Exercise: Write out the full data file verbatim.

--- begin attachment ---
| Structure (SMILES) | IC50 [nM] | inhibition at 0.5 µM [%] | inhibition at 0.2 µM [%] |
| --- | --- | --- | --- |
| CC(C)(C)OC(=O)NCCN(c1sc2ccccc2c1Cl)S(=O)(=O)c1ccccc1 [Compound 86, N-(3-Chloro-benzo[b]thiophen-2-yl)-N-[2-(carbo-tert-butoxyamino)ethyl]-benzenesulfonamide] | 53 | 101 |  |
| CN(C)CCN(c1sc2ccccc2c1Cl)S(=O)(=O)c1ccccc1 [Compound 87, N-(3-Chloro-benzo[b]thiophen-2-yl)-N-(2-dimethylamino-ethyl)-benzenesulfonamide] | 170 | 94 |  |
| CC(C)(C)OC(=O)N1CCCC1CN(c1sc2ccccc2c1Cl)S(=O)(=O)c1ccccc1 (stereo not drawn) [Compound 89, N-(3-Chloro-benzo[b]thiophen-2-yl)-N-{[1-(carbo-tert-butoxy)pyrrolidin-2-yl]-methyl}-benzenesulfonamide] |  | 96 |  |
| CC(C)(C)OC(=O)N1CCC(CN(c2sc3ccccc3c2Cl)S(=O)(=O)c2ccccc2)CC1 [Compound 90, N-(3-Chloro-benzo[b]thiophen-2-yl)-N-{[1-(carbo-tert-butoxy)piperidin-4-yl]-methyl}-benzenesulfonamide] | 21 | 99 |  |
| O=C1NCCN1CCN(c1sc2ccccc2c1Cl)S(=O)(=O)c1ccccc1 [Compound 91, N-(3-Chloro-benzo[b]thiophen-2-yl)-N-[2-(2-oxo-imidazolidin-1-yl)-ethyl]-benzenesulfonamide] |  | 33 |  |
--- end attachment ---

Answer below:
| Structure (SMILES) | IC50 [nM] | inhibition at 0.5 µM [%] | inhibition at 0.2 µM [%] |
| --- | --- | --- | --- |
| CC(C)(C)OC(=O)NCCN(c1sc2ccccc2c1Cl)S(=O)(=O)c1ccccc1 [Compound 86, N-(3-Chloro-benzo[b]thiophen-2-yl)-N-[2-(carbo-tert-butoxyamino)ethyl]-benzenesulfonamide] | 53 | 101 |  |
| CN(C)CCN(c1sc2ccccc2c1Cl)S(=O)(=O)c1ccccc1 [Compound 87, N-(3-Chloro-benzo[b]thiophen-2-yl)-N-(2-dimethylamino-ethyl)-benzenesulfonamide] | 170 | 94 |  |
| CC(C)(C)OC(=O)N1CCCC1CN(c1sc2ccccc2c1Cl)S(=O)(=O)c1ccccc1 (stereo not drawn) [Compound 89, N-(3-Chloro-benzo[b]thiophen-2-yl)-N-{[1-(carbo-tert-butoxy)pyrrolidin-2-yl]-methyl}-benzenesulfonamide] |  | 96 |  |
| CC(C)(C)OC(=O)N1CCC(CN(c2sc3ccccc3c2Cl)S(=O)(=O)c2ccccc2)CC1 [Compound 90, N-(3-Chloro-benzo[b]thiophen-2-yl)-N-{[1-(carbo-tert-butoxy)piperidin-4-yl]-methyl}-benzenesulfonamide] | 21 | 99 |  |
| O=C1NCCN1CCN(c1sc2ccccc2c1Cl)S(=O)(=O)c1ccccc1 [Compound 91, N-(3-Chloro-benzo[b]thiophen-2-yl)-N-[2-(2-oxo-imidazolidin-1-yl)-ethyl]-benzenesulfonamide] |  | 33 |  |